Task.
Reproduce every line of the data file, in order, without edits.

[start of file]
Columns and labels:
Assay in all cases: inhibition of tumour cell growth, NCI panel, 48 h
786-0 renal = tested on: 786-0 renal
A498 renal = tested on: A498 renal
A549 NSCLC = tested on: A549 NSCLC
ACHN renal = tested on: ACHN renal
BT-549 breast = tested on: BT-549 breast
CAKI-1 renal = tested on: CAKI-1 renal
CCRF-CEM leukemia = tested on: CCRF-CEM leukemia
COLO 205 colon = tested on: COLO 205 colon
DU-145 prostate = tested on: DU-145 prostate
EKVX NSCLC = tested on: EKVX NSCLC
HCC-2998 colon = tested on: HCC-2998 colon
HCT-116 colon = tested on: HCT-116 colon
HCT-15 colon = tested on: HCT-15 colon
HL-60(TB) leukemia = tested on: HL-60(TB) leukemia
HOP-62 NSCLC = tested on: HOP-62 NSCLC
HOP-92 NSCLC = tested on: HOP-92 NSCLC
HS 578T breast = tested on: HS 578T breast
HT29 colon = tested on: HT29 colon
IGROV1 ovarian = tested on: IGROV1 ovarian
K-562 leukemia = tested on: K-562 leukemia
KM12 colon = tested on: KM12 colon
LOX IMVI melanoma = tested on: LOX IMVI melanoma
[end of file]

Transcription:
Columns and labels:
Assay in all cases: inhibition of tumour cell growth, NCI panel, 48 h
786-0 renal = tested on: 786-0 renal
A498 renal = tested on: A498 renal
A549 NSCLC = tested on: A549 NSCLC
ACHN renal = tested on: ACHN renal
BT-549 breast = tested on: BT-549 breast
CAKI-1 renal = tested on: CAKI-1 renal
CCRF-CEM leukemia = tested on: CCRF-CEM leukemia
COLO 205 colon = tested on: COLO 205 colon
DU-145 prostate = tested on: DU-145 prostate
EKVX NSCLC = tested on: EKVX NSCLC
HCC-2998 colon = tested on: HCC-2998 colon
HCT-116 colon = tested on: HCT-116 colon
HCT-15 colon = tested on: HCT-15 colon
HL-60(TB) leukemia = tested on: HL-60(TB) leukemia
HOP-62 NSCLC = tested on: HOP-62 NSCLC
HOP-92 NSCLC = tested on: HOP-92 NSCLC
HS 578T breast = tested on: HS 578T breast
HT29 colon = tested on: HT29 colon
IGROV1 ovarian = tested on: IGROV1 ovarian
K-562 leukemia = tested on: K-562 leukemia
KM12 colon = tested on: KM12 colon
LOX IMVI melanoma = tested on: LOX IMVI melanoma